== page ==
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In addition to the chains, there is a shell, which during the German bombardment of the Monastery in February 1942 hit from a German cannon the stone wall over the Upper Monastery, broke the door on the church of Honourable Crucifix. However, it failed to explode at that occasion. The shell was halved due to the fall, and the fuse fell on one, and the gunpowder charge fell on the other side of the church stone floor. Later, it was established by expert examination that the shell was in order and as such it should have exploded. It is believed that the Saint did not allow this, since it would cause considerable damage to the saint church and its monks. At the opposite side of the church of Honourable Crucifix there is a saint grapevine, which grew up on the spot where Saint Basil had died, and it is believed that it has some healing powers. From this balcony, you have a beautiful view to the surrounding environment and to a small fenced part below the Monastery, where the tomb of St. Basil used to be situated. At the exit from the right side, there is a fountain with saint water, which is believed to have some healing features.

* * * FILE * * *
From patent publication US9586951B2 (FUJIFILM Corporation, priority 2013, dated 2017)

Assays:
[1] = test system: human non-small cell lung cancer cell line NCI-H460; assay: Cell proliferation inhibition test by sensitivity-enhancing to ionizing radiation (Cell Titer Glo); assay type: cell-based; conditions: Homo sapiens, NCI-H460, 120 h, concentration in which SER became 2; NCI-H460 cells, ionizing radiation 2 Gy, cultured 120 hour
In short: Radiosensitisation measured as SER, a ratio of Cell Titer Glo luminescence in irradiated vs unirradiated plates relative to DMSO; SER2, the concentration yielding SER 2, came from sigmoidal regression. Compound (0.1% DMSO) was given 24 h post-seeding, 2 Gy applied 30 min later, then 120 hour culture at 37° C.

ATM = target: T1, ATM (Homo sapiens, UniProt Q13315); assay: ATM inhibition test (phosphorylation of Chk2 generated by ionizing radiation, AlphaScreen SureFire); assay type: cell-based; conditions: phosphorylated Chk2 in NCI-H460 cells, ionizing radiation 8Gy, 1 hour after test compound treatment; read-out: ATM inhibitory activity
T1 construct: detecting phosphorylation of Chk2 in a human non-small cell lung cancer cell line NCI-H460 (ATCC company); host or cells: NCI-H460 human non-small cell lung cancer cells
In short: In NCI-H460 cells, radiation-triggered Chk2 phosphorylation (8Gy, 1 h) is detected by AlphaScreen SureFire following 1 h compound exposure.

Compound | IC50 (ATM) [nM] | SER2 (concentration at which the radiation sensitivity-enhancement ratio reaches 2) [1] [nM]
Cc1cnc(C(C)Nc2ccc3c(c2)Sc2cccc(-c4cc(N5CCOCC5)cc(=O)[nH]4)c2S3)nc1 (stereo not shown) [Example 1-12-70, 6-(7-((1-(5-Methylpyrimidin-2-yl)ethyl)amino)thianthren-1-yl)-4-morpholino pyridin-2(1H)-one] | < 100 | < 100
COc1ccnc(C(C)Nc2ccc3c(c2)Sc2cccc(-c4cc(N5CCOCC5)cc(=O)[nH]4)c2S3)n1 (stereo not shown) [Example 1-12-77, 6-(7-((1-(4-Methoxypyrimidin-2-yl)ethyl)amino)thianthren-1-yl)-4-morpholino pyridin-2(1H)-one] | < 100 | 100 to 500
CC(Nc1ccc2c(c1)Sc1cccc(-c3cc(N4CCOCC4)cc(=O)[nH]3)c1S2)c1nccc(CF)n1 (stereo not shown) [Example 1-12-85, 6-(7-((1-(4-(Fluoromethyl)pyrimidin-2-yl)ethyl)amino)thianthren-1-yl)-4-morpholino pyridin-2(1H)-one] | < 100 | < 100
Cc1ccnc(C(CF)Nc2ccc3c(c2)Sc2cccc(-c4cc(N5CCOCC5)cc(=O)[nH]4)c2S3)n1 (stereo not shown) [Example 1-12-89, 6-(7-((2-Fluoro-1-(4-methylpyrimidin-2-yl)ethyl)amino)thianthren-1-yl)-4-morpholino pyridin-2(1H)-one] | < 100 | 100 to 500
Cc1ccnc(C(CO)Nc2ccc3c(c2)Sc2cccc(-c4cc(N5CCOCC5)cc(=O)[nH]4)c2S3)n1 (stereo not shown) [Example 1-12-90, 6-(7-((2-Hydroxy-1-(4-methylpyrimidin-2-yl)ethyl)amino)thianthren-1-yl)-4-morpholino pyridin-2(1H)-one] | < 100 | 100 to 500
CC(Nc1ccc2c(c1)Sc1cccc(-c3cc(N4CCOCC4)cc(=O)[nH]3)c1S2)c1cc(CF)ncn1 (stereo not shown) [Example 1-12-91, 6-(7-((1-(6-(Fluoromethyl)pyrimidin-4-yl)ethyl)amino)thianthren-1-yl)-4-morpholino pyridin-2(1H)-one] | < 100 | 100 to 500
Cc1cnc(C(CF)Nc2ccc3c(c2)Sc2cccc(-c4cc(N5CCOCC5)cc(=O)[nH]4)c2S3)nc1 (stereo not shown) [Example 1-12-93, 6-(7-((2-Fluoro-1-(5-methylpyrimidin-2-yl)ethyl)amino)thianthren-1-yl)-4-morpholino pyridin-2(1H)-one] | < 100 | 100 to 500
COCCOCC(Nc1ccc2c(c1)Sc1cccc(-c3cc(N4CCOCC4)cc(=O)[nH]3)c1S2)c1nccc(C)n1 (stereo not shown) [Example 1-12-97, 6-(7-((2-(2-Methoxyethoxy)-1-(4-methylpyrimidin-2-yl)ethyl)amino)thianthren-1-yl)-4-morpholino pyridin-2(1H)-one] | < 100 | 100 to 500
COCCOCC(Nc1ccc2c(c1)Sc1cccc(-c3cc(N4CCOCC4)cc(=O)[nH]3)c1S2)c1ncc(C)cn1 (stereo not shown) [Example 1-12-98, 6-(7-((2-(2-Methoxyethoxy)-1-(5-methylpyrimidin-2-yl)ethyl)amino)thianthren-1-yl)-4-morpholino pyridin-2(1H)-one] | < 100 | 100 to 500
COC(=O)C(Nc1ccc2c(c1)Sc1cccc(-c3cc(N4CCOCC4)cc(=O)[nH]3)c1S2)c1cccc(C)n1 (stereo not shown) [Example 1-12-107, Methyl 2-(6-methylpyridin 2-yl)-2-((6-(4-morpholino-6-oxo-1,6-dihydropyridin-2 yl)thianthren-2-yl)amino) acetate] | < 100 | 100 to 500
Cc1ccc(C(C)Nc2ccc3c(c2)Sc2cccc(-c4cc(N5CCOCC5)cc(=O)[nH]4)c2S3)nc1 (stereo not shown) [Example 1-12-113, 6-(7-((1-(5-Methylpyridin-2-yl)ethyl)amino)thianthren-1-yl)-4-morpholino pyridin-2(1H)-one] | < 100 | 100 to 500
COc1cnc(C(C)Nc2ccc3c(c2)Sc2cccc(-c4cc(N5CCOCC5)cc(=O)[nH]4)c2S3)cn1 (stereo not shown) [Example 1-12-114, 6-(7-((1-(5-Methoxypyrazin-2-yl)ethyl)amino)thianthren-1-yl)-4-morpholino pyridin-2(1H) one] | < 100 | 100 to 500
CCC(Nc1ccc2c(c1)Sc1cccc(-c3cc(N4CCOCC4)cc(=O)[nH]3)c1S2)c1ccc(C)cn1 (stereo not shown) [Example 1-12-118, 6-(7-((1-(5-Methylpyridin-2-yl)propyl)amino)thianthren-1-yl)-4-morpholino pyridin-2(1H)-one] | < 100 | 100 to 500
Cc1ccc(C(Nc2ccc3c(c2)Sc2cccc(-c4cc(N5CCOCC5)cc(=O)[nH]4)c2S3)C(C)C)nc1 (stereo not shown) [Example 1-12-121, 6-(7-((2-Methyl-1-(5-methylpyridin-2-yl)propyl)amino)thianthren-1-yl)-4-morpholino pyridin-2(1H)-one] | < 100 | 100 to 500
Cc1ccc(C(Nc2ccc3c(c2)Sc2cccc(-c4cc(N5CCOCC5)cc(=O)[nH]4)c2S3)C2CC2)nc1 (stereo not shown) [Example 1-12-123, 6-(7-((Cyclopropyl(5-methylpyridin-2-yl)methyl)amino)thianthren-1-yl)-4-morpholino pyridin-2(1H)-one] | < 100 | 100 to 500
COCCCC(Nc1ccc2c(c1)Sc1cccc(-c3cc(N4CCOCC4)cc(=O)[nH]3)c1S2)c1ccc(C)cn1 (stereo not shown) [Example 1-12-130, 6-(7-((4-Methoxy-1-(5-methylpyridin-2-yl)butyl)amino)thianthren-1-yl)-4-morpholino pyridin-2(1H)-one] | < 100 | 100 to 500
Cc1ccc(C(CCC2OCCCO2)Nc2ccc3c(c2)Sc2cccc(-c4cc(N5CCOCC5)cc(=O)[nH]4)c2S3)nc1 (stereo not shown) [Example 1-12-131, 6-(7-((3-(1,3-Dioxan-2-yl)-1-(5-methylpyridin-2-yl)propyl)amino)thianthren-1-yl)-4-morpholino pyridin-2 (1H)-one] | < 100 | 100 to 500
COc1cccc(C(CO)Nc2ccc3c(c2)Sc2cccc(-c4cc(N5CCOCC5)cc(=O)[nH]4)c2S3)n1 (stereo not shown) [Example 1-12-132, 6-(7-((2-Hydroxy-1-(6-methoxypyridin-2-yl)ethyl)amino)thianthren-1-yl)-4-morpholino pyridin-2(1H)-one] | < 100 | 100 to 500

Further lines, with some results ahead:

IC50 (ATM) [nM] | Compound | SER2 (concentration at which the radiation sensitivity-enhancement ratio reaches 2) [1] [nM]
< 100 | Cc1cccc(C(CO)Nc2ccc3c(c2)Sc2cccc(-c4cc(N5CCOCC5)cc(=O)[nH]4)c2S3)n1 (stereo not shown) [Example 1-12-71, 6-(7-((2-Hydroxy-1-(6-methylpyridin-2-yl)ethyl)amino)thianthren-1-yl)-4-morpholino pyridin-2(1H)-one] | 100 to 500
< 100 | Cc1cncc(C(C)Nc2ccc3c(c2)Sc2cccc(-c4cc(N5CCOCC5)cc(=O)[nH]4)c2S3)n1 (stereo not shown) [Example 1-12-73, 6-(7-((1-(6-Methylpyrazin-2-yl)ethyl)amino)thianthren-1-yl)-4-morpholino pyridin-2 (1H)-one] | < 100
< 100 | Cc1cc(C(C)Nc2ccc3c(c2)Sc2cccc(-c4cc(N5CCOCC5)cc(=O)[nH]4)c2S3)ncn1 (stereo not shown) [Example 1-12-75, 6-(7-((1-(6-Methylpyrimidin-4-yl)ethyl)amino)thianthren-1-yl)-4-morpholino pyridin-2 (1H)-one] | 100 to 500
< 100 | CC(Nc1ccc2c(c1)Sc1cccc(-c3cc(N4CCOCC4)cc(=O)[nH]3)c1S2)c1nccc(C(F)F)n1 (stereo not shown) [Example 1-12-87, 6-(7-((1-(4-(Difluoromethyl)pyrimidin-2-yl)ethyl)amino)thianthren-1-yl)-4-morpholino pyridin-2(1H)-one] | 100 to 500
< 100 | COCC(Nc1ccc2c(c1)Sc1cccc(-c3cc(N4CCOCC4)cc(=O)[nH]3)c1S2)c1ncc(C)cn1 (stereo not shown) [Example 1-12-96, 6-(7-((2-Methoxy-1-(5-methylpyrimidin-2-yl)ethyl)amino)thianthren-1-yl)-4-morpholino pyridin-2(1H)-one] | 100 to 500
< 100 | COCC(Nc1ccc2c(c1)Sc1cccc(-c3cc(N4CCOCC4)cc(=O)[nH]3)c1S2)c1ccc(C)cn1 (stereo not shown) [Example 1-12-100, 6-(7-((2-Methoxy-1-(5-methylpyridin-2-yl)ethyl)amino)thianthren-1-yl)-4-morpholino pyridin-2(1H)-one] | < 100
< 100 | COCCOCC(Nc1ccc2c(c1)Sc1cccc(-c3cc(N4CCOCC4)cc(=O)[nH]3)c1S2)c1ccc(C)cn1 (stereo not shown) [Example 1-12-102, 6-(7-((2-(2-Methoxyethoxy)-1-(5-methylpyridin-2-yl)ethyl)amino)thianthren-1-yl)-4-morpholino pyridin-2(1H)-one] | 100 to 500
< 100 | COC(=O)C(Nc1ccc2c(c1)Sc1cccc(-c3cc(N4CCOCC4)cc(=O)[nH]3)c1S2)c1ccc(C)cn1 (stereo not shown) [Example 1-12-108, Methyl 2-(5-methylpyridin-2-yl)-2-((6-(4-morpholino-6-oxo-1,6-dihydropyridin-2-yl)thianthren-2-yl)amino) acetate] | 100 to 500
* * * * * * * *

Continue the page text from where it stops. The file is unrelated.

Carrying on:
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Saint Basil is respected even by the non-believers. The admirers are hurrying up to the Saint on holidays and workdays, from the nearby and from the remote areas. The church, where his relics rest, is filled with a pleasant smell, which amazes each admirer. Between the Upper and the Lower Monastery there is a wood, through which an asphalted road 5 km long runs, and the transversal road for pedestrians is much shorter and may be crossed for 20-25 minutes. The shelters can accommodate up to 300 people. The pilgrimage travels started already during the life of St. Basil and they have not stopped up to the present. On the St. Basil Day and the Assumption of God's Mother, around 20.000 religious admirers gather around. Those, who are not able to bring their patients to the Saint's reliquary, bring their clothes and leave them below the reliquary overnight. The records in the monastery books testify on those many healings and even more so the indelible records in the believers' hearts. Many of those St. Basil's wonders are retold by the people throughout the country. The Ostrog Monastery may not be considered solely a sacral facility, it is also a cultural and historic monument. It testifies on the passed, present and future times, testifies on the belief, culture and tradition of the people, who live in this area for centuries.